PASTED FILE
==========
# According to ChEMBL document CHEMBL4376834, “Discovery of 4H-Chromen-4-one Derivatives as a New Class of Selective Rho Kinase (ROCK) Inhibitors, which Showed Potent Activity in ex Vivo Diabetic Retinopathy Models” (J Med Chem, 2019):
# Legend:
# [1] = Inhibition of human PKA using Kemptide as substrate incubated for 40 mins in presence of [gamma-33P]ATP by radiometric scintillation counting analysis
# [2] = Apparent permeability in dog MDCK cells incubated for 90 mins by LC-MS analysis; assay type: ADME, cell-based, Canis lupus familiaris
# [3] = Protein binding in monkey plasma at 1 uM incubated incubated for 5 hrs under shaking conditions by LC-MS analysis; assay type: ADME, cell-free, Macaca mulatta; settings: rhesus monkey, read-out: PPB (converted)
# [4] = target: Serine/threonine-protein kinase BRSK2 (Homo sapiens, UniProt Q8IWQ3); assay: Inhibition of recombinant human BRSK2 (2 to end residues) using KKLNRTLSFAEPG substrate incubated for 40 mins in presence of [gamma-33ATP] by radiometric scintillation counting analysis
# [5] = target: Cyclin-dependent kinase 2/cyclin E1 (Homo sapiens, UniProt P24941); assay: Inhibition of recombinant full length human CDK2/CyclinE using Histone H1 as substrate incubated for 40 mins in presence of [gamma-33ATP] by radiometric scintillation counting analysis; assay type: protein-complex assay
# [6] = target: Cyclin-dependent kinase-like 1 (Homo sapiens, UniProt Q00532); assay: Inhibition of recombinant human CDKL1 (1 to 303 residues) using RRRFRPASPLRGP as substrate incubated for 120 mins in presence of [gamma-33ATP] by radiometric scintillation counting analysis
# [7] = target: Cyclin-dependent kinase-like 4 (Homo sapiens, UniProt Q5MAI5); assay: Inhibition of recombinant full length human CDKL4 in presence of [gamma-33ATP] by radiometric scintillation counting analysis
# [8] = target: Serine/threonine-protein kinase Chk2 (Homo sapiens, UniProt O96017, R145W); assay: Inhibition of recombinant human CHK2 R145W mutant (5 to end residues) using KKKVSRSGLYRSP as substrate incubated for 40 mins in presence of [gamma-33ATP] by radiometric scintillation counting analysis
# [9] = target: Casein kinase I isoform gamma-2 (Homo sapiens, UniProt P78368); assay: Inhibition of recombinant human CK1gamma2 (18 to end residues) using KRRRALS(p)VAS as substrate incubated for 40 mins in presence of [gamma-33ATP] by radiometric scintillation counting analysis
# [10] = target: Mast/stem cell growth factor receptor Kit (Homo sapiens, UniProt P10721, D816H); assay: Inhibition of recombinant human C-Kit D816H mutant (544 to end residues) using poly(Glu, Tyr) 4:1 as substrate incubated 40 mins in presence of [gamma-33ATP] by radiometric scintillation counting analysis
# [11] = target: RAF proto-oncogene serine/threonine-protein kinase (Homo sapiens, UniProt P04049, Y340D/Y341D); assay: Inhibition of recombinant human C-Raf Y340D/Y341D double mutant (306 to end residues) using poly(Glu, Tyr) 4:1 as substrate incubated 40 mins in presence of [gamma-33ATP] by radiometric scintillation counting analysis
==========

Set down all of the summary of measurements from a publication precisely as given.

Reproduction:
# According to ChEMBL document CHEMBL4376834, “Discovery of 4H-Chromen-4-one Derivatives as a New Class of Selective Rho Kinase (ROCK) Inhibitors, which Showed Potent Activity in ex Vivo Diabetic Retinopathy Models” (J Med Chem, 2019):
# Legend:
# [1] = Inhibition of human PKA using Kemptide as substrate incubated for 40 mins in presence of [gamma-33P]ATP by radiometric scintillation counting analysis
# [2] = Apparent permeability in dog MDCK cells incubated for 90 mins by LC-MS analysis; assay type: ADME, cell-based, Canis lupus familiaris
# [3] = Protein binding in monkey plasma at 1 uM incubated incubated for 5 hrs under shaking conditions by LC-MS analysis; assay type: ADME, cell-free, Macaca mulatta; settings: rhesus monkey, read-out: PPB (converted)
# [4] = target: Serine/threonine-protein kinase BRSK2 (Homo sapiens, UniProt Q8IWQ3); assay: Inhibition of recombinant human BRSK2 (2 to end residues) using KKLNRTLSFAEPG substrate incubated for 40 mins in presence of [gamma-33ATP] by radiometric scintillation counting analysis
# [5] = target: Cyclin-dependent kinase 2/cyclin E1 (Homo sapiens, UniProt P24941); assay: Inhibition of recombinant full length human CDK2/CyclinE using Histone H1 as substrate incubated for 40 mins in presence of [gamma-33ATP] by radiometric scintillation counting analysis; assay type: protein-complex assay
# [6] = target: Cyclin-dependent kinase-like 1 (Homo sapiens, UniProt Q00532); assay: Inhibition of recombinant human CDKL1 (1 to 303 residues) using RRRFRPASPLRGP as substrate incubated for 120 mins in presence of [gamma-33ATP] by radiometric scintillation counting analysis
# [7] = target: Cyclin-dependent kinase-like 4 (Homo sapiens, UniProt Q5MAI5); assay: Inhibition of recombinant full length human CDKL4 in presence of [gamma-33ATP] by radiometric scintillation counting analysis
# [8] = target: Serine/threonine-protein kinase Chk2 (Homo sapiens, UniProt O96017, R145W); assay: Inhibition of recombinant human CHK2 R145W mutant (5 to end residues) using KKKVSRSGLYRSP as substrate incubated for 40 mins in presence of [gamma-33ATP] by radiometric scintillation counting analysis
# [9] = target: Casein kinase I isoform gamma-2 (Homo sapiens, UniProt P78368); assay: Inhibition of recombinant human CK1gamma2 (18 to end residues) using KRRRALS(p)VAS as substrate incubated for 40 mins in presence of [gamma-33ATP] by radiometric scintillation counting analysis
# [10] = target: Mast/stem cell growth factor receptor Kit (Homo sapiens, UniProt P10721, D816H); assay: Inhibition of recombinant human C-Kit D816H mutant (544 to end residues) using poly(Glu, Tyr) 4:1 as substrate incubated 40 mins in presence of [gamma-33ATP] by radiometric scintillation counting analysis
# [11] = target: RAF proto-oncogene serine/threonine-protein kinase (Homo sapiens, UniProt P04049, Y340D/Y341D); assay: Inhibition of recombinant human C-Raf Y340D/Y341D double mutant (306 to end residues) using poly(Glu, Tyr) 4:1 as substrate incubated 40 mins in presence of [gamma-33ATP] by radiometric scintillation counting analysis